(I'm interested whether we can insert LaTeX here lol)

In pure maths algebra course, theory of equations (polynomials) has been a popular topic so far. Here're the theorems we may use:

1)Factor theorem: f(x) is divisible by (x-h), so (x-h) is a factor of f(x) iff f(h)=0.

2)Repeating roots theory:

If there're n repeated root a for f(x)=0, then f''''...'(-a)=0, where f is differentiated n-1 times.

The proof of the above theorem is easy and should be well-known among books, so I'll skip them.

Factor theorem is in fact the special case of remainder theorem:

f(a) is the remainder then f(x) is divided by (x-a).

Now combining them together:

1)Remainder theorem of quardratic divisors, or repeated linear factors?

2)Factor theorem for quadratic terms?

The significance of quadratic factor is shown by "every polynomisl can be factorized into linear or quadratic factor with real coefficient".

Firstly we consider "when the quadratic factor can be factorized into (x-a)(x-b)".

f(x) = (x-a)Q1(x)+f(a) = (x-a)(x-b)Q3(x)+(x-a)R+f(a)

f(x) = (x-b)Q2(x)+f(b)=(x-a)(x-b)Q3(x)+(x-b)R+f(b)

when a and b is given they can be easily solved.

whenever the quadratic factor can be factorized into two real linear factor, the above method can be used.

What if the quadratic factor is irreducible in R[x]?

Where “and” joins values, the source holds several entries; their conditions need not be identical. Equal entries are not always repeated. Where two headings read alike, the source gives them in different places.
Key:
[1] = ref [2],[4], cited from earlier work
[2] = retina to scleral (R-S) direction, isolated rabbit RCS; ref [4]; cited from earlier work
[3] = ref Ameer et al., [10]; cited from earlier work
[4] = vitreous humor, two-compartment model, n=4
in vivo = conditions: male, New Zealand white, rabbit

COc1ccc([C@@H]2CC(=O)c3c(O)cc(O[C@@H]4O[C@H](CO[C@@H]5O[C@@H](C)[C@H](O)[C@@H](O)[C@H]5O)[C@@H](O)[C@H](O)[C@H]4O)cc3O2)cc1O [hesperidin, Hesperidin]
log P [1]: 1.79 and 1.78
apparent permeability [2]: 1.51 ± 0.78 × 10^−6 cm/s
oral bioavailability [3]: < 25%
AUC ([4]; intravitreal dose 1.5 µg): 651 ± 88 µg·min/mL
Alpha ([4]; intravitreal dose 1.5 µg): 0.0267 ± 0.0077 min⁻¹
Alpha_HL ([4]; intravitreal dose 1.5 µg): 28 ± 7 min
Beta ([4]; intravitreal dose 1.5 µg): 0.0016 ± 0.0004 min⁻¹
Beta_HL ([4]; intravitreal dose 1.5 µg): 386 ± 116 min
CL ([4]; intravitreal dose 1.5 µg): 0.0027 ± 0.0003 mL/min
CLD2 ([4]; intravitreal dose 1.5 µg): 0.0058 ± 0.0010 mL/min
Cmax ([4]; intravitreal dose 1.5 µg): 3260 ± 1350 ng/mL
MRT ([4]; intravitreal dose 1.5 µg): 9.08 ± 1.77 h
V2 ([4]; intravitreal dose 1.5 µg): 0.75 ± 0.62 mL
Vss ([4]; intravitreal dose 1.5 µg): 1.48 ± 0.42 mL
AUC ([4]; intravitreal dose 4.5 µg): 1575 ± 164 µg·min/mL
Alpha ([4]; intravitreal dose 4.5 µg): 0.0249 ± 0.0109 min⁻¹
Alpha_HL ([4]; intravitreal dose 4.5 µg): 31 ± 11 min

Ex. 1 - Show that the method is also applicable over complex number.

"When f(x) is divised by (x-h)^2, the remainder is f'(x)(x-h)+f(h)"

It's a question from pure maths paper. In fact we can prove this by using factor theorem twice.

i.e., f(x)-R(x) is divisible by (x-h), and (f-R)/(x-h) is also divisible by (x-h).

Whenever remainder is involved, we apply factor theorem is this way:

f(h)-R(h)=0.

f(x)-f'(x)(x-h)-f(h)=0 This is obviously true for x=h.

When it's divided by (x-h),

(f(x)-f(h))/(x-h) - f'(x) = 0

Note that we can't put x=h directly as it gives indeterminate form, therefore we limit x to h.

Then the first term, in forms of the first principle, becomes f'(x).

f'(x)-f'(x)=0, so (f(x)-f(h))/(x-h) - f'(x) is divisible by (x-h),

therefore (x-h)[(f(x)-f(h))/(x-h) - f'(x)] = f(x)-f'(x)(x-h)-f(h) is divisible by (x-h)^2.

Now think it reversely...

Ex. 2 Assume

f(x) = (x-h)Q(x)+f(h)

Q(x) = (x-h)R(x)+Q(h)

Then f(x) = R(x)(x-h)^2 + Q(h)(x-h) + f(h)

Ex. 2a Prove or disprove Q(h)=f'(h).

Ex. 3 Deduce remainder when f(x) is divided by (x-h)^3 or 4 or higher degree.

Ex. 2b Prove or disprove R(h)=Q'(h), and similar relationships in higher degree.

Ex. 4 Deduce the divisibility of f(x) divided by (x-h)^2, and hence the general divisibility of f(x) by a quadratic factor.

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